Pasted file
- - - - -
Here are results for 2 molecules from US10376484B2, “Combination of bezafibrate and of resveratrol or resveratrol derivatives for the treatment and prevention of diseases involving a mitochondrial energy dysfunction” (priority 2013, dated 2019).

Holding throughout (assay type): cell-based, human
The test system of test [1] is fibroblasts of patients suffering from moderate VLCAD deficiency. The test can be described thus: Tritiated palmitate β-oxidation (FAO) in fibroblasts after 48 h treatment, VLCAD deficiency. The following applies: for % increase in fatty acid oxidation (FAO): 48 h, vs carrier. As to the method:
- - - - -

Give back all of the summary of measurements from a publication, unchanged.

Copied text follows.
Here are results for 2 molecules from US10376484B2, “Combination of bezafibrate and of resveratrol or resveratrol derivatives for the treatment and prevention of diseases involving a mitochondrial energy dysfunction” (priority 2013, dated 2019).

Holding throughout (assay type): cell-based, human
The test system of test [1] is fibroblasts of patients suffering from moderate VLCAD deficiency. The test can be described thus: Tritiated palmitate β-oxidation (FAO) in fibroblasts after 48 h treatment, VLCAD deficiency. The following applies: for % increase in fatty acid oxidation (FAO): 48 h, vs carrier. As to the method: